Doctors refuse exhibit space to group campaigning against drug company influenceNew York
One of the largest doctors’ groups in the United States, the American Academy of Family Physicians, has refused to rent exhibition space to a campaigning group that says that pharmaceutical industry promotions are leading to bad patient care. But the academy has agreed to rent space at its annual scientific assembly to the fast food giant, McDonalds, alongside various pharmaceutical companies.
The academy, which will hold its annual scientific assembly in San Francisco from 28 September to 2 October, has refused to allow the non-profit making organisation No Free Lunch, based in New York, to rent exhibit space at the conference.
No Free Lunch is an organisation of doctors and other healthcare professionals who want to "encourage healthcare practitioners to provide high quality care based on unbiased evidence rather than on biased pharmaceutical promotion." The group urges doctors not to accept gifts or food from drug companies because "there is ample evidence in the literature" that such gifts "exert significant influence on provider behaviour."
According to the academy’s executive vice president, Douglas Henley, No Free Lunch was excluded because the presence of the group was "not in keeping with the purpose of the scientific assembly’s exposition, which is to promote a dialogue between the exhibitors and our attendees."
"There is an important and healthy dialogue that goes on at our meetings between the exhibitors and attendees and No Free Lunch would like to see that type of dialogue go away," he said.
He stood by the decision to allow McDonalds to exhibit: "Family physicians care for lots of patients who obviously get food at many fast food restaurants . . . To the credit of McDonalds, they have begun to promote healthier choices."
Dr Henley said that the purpose of the McDonalds’ exhibit was "to discuss with our members who attend the [exposition] these healthier choices—information they can then use to better educate and counsel their patients."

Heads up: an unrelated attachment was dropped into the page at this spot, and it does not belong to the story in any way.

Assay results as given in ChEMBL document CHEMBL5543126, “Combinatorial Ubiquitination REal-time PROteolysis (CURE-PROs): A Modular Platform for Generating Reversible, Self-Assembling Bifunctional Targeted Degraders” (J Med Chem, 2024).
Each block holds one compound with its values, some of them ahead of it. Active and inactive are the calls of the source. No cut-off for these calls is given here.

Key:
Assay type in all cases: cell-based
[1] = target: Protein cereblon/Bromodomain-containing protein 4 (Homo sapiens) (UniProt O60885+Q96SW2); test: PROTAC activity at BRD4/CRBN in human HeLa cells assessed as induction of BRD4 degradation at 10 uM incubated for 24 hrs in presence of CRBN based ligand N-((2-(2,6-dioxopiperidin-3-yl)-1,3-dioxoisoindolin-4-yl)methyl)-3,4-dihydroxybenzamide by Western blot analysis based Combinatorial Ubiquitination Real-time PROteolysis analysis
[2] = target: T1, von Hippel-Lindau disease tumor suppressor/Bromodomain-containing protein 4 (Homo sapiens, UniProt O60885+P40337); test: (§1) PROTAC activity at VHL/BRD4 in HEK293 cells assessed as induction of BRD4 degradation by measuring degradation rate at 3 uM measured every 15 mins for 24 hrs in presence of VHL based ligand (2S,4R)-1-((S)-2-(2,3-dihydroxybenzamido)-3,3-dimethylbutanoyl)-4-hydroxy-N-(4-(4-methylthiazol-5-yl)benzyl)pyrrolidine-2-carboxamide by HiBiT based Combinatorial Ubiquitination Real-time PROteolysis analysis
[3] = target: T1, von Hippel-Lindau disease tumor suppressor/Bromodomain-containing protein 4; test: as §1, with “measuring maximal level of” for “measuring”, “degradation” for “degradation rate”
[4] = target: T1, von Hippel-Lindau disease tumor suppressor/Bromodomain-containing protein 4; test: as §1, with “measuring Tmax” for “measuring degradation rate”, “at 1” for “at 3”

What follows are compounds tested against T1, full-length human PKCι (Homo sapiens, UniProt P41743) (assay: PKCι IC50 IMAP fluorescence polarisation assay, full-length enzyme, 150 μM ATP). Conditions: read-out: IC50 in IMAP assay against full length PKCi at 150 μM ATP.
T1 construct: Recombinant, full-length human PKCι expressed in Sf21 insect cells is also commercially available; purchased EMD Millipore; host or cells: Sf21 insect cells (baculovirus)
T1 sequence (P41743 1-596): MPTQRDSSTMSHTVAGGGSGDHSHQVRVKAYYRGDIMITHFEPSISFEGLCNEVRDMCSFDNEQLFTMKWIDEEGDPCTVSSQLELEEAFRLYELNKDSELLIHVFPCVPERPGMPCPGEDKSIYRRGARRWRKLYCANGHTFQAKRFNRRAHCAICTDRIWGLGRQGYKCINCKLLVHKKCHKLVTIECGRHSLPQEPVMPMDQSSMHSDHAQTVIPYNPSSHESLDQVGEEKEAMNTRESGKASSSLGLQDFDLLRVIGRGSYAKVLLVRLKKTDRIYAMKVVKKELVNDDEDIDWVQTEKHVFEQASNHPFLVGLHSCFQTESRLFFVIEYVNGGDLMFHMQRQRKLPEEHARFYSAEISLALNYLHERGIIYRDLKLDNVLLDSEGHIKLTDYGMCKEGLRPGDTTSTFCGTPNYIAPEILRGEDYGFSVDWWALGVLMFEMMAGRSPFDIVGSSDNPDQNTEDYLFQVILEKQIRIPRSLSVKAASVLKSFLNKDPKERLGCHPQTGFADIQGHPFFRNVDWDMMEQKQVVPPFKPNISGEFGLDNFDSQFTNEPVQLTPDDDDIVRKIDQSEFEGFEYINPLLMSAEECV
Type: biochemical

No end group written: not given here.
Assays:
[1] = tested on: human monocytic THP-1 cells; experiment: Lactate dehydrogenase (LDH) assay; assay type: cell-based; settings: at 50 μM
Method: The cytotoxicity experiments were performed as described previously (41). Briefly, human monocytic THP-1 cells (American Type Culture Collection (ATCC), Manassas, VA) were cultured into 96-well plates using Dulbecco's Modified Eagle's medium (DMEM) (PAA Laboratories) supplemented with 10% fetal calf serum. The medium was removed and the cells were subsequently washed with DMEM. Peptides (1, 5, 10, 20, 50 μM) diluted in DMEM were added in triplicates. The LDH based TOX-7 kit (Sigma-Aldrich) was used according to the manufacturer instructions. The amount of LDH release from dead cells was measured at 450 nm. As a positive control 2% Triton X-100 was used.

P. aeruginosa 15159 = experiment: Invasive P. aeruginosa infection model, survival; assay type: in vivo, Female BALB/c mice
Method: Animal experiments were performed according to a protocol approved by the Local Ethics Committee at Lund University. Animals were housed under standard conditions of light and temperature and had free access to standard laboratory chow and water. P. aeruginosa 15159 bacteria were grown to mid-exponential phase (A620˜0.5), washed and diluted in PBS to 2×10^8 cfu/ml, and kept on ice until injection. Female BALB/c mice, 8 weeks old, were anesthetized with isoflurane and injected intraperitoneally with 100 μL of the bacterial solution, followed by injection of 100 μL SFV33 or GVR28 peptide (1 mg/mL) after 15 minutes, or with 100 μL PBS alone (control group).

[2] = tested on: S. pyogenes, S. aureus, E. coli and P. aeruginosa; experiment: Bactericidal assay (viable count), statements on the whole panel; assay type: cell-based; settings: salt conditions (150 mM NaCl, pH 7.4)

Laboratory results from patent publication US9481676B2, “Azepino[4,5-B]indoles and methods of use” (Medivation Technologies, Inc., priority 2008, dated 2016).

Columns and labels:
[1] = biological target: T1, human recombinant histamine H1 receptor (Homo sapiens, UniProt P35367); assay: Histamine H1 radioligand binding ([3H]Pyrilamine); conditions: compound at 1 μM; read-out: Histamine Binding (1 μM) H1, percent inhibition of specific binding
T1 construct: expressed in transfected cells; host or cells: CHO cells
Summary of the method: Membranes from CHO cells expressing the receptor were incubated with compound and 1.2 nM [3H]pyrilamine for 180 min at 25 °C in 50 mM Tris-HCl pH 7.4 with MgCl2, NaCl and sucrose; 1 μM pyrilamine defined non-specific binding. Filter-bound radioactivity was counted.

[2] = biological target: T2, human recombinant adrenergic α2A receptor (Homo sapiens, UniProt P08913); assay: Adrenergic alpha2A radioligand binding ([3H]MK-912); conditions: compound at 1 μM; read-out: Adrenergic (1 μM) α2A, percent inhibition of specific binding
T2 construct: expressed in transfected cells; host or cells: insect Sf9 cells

No Free Lunch’s founder, Bob Goodman, said, "This is a scientific assembly. You would expect differing points of view. Why wouldn’t they allow a small doctors’ group whose primary focus is to provide good patient care to exhibit? This is nuts."
Dr Michael Wilkes, professor of medicine and vice dean for medical education at the University of California, Davis, called the academy’s decision "ridiculous and embarrassing." He said, "As a physician I am insulted. This does not represent the interest of mainstream family physicians who are working hard to get the best information they can to care for their patients. They need to hear from people with differing opinions. The academy has gone out in right field – this is all about finances not about education. There can be no other reason for excluding a group like [No Free Lunch] than fear of offending sponsors."
Conference exhibitors and corporate supporters of the academy’s conference include the Distilled Spirits Council of the United States, Abbott Laboratories, Coca-Cola, AstraZeneca, Boehringer Ingelheim, Eli Lilly, GlaxoSmithKline, Merck, and Pfizer among others.
The academy’s Advertising and Support Opportunities brochure assures exhibitors that advertising at the conference offers "proven traffic-builders that will help you achieve the greatest return on your exhibit investment and provide year-round visibility in the physician’s office" and that "over 71% of assembly attendees write more than 20 prescriptions a day—with over 32% writing 40 or more per day!"
Booth rentals are available to exhibitors for prices ranging from $2500 (£1380; €2060) to $111 375 per booth; advertisements in the academy newsletter cost between $5250 and $23 300; and providing free lunch to attendees can be purchased for $60 500 per day.
No Free Lunch was also barred by the American College of Physicians earlier this year when the college refused to rent exhibit space to the group. The college has previously acknowledged that "the acceptance of even small gifts can affect clinical judgment and heighten the perception (as well as the reality) of a conflict of interest."
But when several medical students in No Free Lunch t shirts handed out literature at the college’s annual meeting this April, security officers, including armed police, "shadowed their every step," according to Dr Goodman. The students were handing out copies of the college’s own guidelines on interactions with industry.